Research Article: Pleiotropic Effect of a High Resolution Mapped Blood Pressure QTL on Tumorigenesis

Date Published: April 13, 2016

Publisher: Public Library of Science

Author(s): Xi Cheng, Harshal Waghulde, Blair Mell, Kathryn Smedlund, Guillermo Vazquez, Bina Joe, Michael Bader.

http://doi.org/10.1371/journal.pone.0153519

Abstract

This study is focused on a translationally significant, genome-wide-association-study (GWAS) locus for cardiovascular disease (QT-interval) on human chromosome 17. We have previously validated and high resolution mapped the homologous genomic segment of this human locus to <42.5 kb on rat chromosome 10. This <42.5 kb segment in rats regulates both QT-interval and blood pressure and contains a single protein-coding gene, rififylin (Rffl). The expression of Rffl in the hearts and kidneys is differential between Dahl S and S.LEW congenic rats, which are the strains used for mapping this locus. Our previous study points to altered rate of endocytic recycling as the underlying mechanism, through which Rffl operates to control both QT-interval and blood pressure. Interestingly, Rffl also contributes to tumorigenesis by repressing caspases and tumor suppressor genes. Moreover, the expression of Methyl-CpG Binding Domain Protein 2 (Mbd2) in the hearts and kidneys is also higher in the S.LEW congenic strain than the background (control) Dahl S strain. Mbd2 can repress methylated tumor suppressor genes. These data suggest that the S.LEW congenic strain could be more susceptible to tumorigenesis. To test this hypothesis, the S and S.LEW strains were compared for susceptibility to azoxymethane-induced colon tumors. The number of colon tumors was significantly higher in the S.LEW congenic strain compared with the S rat. Transcriptomic analysis confirmed that the chemical carcinogenesis pathway was significantly up-regulated in the congenic strain. These studies provide evidence for a GWAS-validated genomic segment on rat chromosome 10 as being important for the regulation of cardiovascular function and tumorigenesis.

Partial Text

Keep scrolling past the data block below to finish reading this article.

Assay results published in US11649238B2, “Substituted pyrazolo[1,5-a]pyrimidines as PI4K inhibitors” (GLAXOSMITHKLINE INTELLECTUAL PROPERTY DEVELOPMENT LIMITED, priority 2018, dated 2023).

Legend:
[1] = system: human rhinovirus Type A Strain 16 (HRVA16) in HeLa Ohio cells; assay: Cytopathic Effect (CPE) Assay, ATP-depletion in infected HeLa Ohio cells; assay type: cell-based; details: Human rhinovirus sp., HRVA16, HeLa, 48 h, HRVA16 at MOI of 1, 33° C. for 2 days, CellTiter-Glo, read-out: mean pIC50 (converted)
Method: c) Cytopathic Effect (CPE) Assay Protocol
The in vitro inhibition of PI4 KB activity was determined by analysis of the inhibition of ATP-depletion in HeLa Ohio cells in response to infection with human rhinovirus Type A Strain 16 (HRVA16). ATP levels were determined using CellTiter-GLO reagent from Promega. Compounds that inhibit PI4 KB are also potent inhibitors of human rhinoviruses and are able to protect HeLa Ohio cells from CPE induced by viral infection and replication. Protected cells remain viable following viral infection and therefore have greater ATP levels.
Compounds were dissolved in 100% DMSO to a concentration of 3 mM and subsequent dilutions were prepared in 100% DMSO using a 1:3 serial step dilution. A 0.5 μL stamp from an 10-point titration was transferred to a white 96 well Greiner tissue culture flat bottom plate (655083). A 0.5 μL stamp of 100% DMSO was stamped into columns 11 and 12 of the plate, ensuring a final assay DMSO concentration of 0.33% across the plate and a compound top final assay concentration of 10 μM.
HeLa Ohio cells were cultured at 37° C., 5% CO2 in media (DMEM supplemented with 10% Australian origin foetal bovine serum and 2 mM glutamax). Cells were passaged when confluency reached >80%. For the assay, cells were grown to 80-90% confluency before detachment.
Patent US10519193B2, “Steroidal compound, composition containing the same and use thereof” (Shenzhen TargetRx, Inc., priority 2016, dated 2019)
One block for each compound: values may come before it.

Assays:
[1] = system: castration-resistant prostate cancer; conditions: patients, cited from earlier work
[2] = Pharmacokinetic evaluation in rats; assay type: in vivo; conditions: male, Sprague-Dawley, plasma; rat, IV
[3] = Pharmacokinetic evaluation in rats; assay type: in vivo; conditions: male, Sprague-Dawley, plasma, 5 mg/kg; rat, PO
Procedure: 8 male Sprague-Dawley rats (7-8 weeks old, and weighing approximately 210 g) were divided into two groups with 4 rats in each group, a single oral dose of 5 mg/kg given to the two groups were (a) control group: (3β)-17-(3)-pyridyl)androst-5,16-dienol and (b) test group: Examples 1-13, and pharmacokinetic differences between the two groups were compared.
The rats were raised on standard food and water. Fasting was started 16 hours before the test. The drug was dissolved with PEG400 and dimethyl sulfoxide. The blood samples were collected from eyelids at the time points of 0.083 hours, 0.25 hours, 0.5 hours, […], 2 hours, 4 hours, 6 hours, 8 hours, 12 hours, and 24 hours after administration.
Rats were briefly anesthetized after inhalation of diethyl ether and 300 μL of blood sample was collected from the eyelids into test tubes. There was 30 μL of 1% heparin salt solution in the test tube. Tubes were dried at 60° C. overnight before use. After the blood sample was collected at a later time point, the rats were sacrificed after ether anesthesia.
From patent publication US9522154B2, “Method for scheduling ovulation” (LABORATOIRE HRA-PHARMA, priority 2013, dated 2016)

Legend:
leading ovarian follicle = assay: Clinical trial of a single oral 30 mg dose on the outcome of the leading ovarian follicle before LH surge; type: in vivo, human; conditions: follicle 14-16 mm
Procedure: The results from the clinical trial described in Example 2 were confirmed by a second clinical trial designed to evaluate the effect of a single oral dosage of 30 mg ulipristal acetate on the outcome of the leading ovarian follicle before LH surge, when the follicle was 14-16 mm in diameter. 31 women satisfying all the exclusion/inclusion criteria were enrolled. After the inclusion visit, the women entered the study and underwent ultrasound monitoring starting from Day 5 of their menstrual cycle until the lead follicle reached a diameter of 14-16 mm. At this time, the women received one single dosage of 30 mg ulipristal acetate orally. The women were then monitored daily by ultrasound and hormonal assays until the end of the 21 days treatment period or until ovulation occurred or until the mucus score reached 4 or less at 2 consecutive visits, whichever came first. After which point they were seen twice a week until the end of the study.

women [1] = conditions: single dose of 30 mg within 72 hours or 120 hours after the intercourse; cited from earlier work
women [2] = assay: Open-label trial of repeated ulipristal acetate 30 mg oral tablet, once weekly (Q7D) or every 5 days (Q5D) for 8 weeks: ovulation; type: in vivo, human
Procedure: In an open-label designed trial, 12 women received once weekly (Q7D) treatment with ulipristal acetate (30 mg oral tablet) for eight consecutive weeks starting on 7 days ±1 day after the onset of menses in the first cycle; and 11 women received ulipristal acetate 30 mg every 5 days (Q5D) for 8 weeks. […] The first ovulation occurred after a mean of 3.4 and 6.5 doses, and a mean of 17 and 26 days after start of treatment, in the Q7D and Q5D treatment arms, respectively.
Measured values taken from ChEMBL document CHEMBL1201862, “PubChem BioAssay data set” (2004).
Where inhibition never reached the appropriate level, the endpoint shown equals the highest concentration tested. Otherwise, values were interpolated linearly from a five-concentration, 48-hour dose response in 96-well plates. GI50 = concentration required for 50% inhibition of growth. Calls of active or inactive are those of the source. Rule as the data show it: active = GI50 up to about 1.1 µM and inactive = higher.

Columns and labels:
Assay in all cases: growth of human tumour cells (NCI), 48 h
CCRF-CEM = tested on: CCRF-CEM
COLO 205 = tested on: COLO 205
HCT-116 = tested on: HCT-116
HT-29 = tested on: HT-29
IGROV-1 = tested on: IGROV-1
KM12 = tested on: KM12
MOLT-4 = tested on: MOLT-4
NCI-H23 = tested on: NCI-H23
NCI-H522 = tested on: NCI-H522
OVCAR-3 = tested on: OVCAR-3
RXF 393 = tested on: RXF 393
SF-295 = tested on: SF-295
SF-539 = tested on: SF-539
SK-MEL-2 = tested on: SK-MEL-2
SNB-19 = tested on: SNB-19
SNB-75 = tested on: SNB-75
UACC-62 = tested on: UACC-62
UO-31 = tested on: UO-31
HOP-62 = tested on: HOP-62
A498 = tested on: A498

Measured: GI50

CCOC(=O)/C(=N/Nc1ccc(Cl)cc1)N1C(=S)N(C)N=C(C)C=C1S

This study is focused on a genome-wide-association-study (GWAS) locus for QT-intervals on human chromosome 17 [1]. In our previous study, we have already validated and high resolution mapped the homologous genomic segment of this human locus to <42.5 kb on rat chromosome 10. This was done by generating and characterizing S.LEW congenic rats with chromosomal segments from the normotensive Lewis (LEW) rat introgressed onto the genetic background of the hypertensive Dahl salt-sensitive (S) rat [2–7]. The locus in rats regulates both QT-interval and blood pressure and contains a single protein-coding gene, rififylin (Rffl) [7]. While there are no exonic variants, the expression of Rffl in the hearts and kidneys is differential between Dahl S and S.LEW congenic rats, which are the strains used for mapping this locus [7, 8]. Our study points to the altered rate of endocytic recycling as the underlying mechanism, through which Rffl operates to control both cardiac QT-intervals and blood pressure [7]. The congenic rat models have been widely used as valuable genetic tools to explore the underlying mechanism of the origin and development of different diseases, including cancer and hypertension. For example, Schaffer BS, et al generated a panel of congenic rat strains to precisely map Emca8, a QTL located on rat chromosome 5, as genetic determinants of breast cancer susceptibility [17]. To identify blood pressure quantitative trait loci (BP QTLs) on the rat genome, our laboratory has generated several S.LEW congenic strains by transferring chromosomal segments from the normotensive Lewis (LEW) rat onto the genetic background of the hypertensive Dahl S rat. In one of the S.LEW congenic strains, which contains LEW alleles within the <42.5 kb BP QTL region, blood pressure was significantly increased and QT-intervals were significantly shorter compared with the S rat [7]. This BP QTL in rats contains only a single protein-coding gene, rififylin (Rffl). The expression of Rffl was significantly higher in the hearts and kidneys of the S.LEW congenic strain compared with S and the overexpression of Rffl is known to delay endocytic recycling, which has been functionally linked to hypertension [7, 8]. Intriguingly, Rffl plays an important role in the regulation of tumorigenesis by mediating tumor suppressor genes and regulating the tumor cell migration [9–11]. Further, the previous microarray study showed that Methyl-CpG Binding Domain Protein 2 (Mbd2), which functions as a transcription repressor of tumor suppressor genes, was expressed higher in the hearts (Table 2 in Reference [7]) and kidneys (Table A1 in Reference [8]) of the S.LEW congenic strain compared with S. The overexpression of these two tumor-related genes suggests that the S.LEW congenic strain could be more susceptible to tumorigenesis. After receiving the chemical carcinogen azoxymethane (AOM) to induce colorectal carcinogenesis, the number of colon tumors was significantly higher in the S.LEW congenic strain compared with S (Fig 1B). Using the colon tissues from these tumor rats, the microarray and real-time PCR results both showed that colon Mbd2 was expressed higher in the S.LEW congenic strain compared with S (Fig 3). Consistently, the S.LEW congenic strain, which had more colon tumors, had lower apoptotic level in the colon (Fig 2). All of these results demonstrate the pleiotropic effects of this <42.5 kb genomic segment on both cardiovascular regulation and tumorigenesis.   Source: http://doi.org/10.1371/journal.pone.0153519